The Mark Ceremonial

The Mark ‘degree’ is an important part of Scottish Freemasonry. Its Scottish history and origins are still being researched and in due time we are sure that the results will be shared.

The Unlawful Oaths Act 1797 and The Unlawful Societies Act 1799 were an attempt to suppress bodies that were thought to have been seditious and a danger to the British state. This was in the aftermath of the French Revolution, 1789, and was a reaction to the Spithead and Nore mutinies (1797). The acts were also aimed at clandestine political associations believed to have revolutionary motives.

The precise wording of the acts would have made Masonic Lodges illegal and would have legally have been forced to close. Interventions by the Grand Lodge of England and Scotland and Lodge Mother Kilwinning meant that Lodges would only be considered exempt from the acts if all Lodges were vouched for by a Grand Lodge. This had major consequences for Lodge Mother Kilwinning which is the subject of a separate discussion.

In order for the GLoS to decide what Lodges it would vouch for it required to know what all its Daughter Lodges were doing. To clarify what what Freemasonry was the GLoS declared, in 1800, that pure and ancient Freemasonry, known as St John’s Freemasonry, consisted of three degrees and three degrees only – Entered Apprentice, Fellow Craft and Master Mason. Lodge were directed to cease conferring any other ‘degrees’ including those of the Royal Arch and Knights Templar which GLoS declared to be ‘spurious and non-Masonic’ having been imported into Scotland by stealth and without the approval of GLoS. Failure to do so would mean the Lodge concerned would not be vouched for to the authorities.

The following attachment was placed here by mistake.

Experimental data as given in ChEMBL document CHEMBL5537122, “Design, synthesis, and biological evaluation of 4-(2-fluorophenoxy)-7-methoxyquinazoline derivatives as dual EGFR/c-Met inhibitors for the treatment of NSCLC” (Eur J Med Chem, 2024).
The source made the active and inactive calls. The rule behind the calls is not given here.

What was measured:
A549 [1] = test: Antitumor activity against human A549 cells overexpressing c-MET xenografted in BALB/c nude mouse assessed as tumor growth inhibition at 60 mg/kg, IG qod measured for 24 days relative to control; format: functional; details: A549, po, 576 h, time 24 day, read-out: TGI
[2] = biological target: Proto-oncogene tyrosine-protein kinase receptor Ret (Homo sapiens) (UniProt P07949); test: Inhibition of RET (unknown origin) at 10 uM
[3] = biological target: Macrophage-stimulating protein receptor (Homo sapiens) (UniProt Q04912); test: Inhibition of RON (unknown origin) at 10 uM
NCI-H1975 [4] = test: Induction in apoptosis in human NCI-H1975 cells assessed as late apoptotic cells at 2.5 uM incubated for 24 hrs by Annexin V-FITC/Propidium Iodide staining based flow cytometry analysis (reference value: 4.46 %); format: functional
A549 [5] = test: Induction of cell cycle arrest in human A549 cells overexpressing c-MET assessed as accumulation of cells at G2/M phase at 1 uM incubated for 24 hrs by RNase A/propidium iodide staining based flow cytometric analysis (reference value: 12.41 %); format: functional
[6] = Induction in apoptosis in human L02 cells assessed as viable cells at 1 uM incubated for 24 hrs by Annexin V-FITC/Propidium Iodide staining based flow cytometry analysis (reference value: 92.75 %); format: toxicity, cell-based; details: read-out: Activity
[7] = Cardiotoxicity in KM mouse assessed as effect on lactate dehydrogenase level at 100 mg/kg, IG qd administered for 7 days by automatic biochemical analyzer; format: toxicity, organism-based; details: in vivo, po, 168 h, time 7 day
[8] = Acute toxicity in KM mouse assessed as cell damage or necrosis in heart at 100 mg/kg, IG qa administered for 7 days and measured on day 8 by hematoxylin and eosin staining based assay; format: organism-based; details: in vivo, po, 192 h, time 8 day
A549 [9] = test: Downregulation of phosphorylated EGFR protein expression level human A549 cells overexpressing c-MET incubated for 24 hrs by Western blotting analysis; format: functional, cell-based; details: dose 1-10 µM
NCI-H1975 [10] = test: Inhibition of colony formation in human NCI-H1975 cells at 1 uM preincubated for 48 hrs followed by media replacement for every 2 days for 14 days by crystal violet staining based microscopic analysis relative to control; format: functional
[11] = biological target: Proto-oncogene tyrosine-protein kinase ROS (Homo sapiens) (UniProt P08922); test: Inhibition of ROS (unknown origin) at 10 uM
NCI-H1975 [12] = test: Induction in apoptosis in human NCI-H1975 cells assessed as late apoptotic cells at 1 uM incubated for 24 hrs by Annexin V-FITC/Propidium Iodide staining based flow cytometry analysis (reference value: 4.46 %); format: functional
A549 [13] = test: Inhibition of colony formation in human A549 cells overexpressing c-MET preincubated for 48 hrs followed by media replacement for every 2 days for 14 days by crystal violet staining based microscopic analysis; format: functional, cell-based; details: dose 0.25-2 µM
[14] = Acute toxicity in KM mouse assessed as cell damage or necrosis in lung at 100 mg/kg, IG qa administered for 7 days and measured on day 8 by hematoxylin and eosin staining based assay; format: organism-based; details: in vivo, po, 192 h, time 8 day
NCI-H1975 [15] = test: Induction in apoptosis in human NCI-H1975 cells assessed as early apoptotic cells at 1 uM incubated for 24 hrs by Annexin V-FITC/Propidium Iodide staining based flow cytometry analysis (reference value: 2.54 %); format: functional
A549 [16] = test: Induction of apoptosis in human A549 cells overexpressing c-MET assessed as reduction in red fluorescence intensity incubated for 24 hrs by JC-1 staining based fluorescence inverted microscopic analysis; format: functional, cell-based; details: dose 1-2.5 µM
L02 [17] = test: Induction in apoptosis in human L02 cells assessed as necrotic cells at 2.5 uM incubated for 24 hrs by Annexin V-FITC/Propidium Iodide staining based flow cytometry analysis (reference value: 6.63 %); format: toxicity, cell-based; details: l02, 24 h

However, the GLoS had overlooked the Mark and when this was raised on the floor of Grand Lodge and evidence produced to show that it had been conferred in Lodges, particularly operative Lodges, the GLoS relented and allowed Lodge to continue to confer the Mark. One problem remained. It had previously declared that there were only three degrees and to square the circle it decided that the Mark would henceforth be part of the Fellow Craft Degree but that it could only be conferred on Master Masons!

An integral part of that ceremony is the use of tokens (coins) and this has led most Scottish Lodges to have this ‘money’ specifically designed for use in each Lodge. This practice has now spread to England (where the Mark is separate from Craft Lodges) and even to Provincial Grand Lodges, Royal Arch Chapters and even Knight Templar Commanderies.

Many of these Mark Tokens are works of art in their own right and we are very proud of our own token at No. 10.

(reproduced with grateful thanks to the Grand Lodge of Scotland)